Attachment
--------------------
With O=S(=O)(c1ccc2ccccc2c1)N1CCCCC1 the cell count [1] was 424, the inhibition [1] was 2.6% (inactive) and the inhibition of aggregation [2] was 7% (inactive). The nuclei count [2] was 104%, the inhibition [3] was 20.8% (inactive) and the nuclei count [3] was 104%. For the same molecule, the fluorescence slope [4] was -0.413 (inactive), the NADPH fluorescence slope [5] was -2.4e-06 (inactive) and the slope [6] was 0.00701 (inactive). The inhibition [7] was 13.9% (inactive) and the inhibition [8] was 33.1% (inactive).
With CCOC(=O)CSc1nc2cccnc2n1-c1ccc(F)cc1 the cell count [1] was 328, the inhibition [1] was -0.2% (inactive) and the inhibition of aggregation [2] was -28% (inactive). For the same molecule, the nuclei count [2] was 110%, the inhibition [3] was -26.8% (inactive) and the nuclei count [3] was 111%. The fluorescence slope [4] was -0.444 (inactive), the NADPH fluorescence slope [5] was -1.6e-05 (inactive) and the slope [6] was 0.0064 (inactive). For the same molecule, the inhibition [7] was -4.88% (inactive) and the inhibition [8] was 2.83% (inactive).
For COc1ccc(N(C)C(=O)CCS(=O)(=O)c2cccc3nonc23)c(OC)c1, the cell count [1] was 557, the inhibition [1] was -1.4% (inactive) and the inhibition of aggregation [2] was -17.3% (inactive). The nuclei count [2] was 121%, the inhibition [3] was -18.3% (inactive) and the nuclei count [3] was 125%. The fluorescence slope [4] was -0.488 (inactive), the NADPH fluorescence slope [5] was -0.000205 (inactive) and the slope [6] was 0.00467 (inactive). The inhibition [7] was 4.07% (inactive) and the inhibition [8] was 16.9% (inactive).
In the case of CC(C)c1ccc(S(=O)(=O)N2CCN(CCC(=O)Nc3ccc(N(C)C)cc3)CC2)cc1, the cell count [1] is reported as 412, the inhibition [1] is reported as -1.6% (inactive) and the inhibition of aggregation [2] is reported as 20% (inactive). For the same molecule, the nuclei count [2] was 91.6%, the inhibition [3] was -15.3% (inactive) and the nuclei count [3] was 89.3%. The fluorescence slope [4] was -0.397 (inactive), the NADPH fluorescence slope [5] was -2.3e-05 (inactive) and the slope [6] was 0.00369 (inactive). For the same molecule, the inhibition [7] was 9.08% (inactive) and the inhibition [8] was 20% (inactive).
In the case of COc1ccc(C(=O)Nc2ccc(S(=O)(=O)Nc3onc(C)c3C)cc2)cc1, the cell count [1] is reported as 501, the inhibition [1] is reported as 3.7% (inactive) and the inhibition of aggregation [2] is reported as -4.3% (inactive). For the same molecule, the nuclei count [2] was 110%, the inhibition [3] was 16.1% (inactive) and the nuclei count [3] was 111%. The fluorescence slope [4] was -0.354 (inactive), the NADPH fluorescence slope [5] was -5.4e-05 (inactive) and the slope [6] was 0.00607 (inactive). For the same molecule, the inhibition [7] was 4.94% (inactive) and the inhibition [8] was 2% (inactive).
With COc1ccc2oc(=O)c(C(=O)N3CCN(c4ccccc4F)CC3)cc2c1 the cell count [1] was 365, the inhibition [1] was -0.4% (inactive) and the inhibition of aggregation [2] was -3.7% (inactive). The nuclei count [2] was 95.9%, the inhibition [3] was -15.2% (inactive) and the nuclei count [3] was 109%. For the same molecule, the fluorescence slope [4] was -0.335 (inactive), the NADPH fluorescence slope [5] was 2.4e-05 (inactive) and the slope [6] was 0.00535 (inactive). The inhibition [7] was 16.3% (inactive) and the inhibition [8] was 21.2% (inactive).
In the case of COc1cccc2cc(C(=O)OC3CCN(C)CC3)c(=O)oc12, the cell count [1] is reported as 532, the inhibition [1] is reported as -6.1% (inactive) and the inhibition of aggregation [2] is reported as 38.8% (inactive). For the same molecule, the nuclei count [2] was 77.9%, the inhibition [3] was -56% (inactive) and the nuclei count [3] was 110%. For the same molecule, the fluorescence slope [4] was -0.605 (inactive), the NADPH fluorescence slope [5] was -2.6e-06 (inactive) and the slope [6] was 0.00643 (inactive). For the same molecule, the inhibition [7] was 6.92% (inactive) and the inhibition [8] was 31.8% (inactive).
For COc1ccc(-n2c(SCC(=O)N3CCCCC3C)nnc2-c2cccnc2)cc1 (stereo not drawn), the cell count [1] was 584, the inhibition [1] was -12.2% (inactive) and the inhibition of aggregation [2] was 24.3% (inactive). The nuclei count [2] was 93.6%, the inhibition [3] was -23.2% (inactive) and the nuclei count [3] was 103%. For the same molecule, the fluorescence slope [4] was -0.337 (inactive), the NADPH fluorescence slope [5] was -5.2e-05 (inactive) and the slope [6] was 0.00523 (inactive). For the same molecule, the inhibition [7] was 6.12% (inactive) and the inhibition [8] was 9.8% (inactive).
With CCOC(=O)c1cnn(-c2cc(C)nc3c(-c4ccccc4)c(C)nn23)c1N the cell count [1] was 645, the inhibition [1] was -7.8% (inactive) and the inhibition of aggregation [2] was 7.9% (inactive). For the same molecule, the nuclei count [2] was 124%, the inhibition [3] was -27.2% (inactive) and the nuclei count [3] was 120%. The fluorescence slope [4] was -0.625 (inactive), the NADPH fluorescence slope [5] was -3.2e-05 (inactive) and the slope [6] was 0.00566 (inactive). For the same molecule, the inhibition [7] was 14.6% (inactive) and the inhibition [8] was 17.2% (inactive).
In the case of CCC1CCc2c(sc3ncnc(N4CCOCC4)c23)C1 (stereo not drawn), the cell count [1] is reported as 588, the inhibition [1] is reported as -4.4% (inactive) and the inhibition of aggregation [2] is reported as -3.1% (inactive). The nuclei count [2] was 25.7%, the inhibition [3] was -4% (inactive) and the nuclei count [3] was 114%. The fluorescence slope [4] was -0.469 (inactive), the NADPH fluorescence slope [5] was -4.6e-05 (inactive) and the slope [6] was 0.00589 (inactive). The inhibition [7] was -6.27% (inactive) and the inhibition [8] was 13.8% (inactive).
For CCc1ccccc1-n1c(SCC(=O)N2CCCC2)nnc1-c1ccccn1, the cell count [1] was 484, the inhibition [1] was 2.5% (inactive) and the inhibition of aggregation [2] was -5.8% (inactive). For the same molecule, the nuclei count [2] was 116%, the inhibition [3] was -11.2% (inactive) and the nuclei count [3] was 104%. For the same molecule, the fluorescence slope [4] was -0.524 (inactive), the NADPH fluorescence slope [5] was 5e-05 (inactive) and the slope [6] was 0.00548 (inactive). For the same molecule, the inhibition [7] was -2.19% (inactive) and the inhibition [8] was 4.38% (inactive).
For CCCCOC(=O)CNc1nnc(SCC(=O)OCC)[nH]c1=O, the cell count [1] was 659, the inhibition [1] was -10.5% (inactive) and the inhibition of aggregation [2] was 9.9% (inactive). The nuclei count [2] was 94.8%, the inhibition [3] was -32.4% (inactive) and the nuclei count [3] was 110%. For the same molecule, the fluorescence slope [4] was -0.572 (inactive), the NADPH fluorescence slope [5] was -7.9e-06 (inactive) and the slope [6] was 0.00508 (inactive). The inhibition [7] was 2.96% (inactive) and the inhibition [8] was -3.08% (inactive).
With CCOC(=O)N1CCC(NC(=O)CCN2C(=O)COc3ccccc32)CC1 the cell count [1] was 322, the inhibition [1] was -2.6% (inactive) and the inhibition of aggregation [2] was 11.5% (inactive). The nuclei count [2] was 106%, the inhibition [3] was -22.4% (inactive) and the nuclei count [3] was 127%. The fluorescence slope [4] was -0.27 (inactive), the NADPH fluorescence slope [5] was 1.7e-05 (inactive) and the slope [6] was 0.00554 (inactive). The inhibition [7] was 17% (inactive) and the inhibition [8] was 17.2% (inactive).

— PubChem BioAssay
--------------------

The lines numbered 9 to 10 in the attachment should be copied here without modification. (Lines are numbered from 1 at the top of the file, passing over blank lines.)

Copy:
With CCOC(=O)c1cnn(-c2cc(C)nc3c(-c4ccccc4)c(C)nn23)c1N the cell count [1] was 645, the inhibition [1] was -7.8% (inactive) and the inhibition of aggregation [2] was 7.9% (inactive). For the same molecule, the nuclei count [2] was 124%, the inhibition [3] was -27.2% (inactive) and the nuclei count [3] was 120%. The fluorescence slope [4] was -0.625 (inactive), the NADPH fluorescence slope [5] was -3.2e-05 (inactive) and the slope [6] was 0.00566 (inactive). For the same molecule, the inhibition [7] was 14.6% (inactive) and the inhibition [8] was 17.2% (inactive).
In the case of CCC1CCc2c(sc3ncnc(N4CCOCC4)c23)C1 (stereo not drawn), the cell count [1] is reported as 588, the inhibition [1] is reported as -4.4% (inactive) and the inhibition of aggregation [2] is reported as -3.1% (inactive). The nuclei count [2] was 25.7%, the inhibition [3] was -4% (inactive) and the nuclei count [3] was 114%. The fluorescence slope [4] was -0.469 (inactive), the NADPH fluorescence slope [5] was -4.6e-05 (inactive) and the slope [6] was 0.00589 (inactive). The inhibition [7] was -6.27% (inactive) and the inhibition [8] was 13.8% (inactive).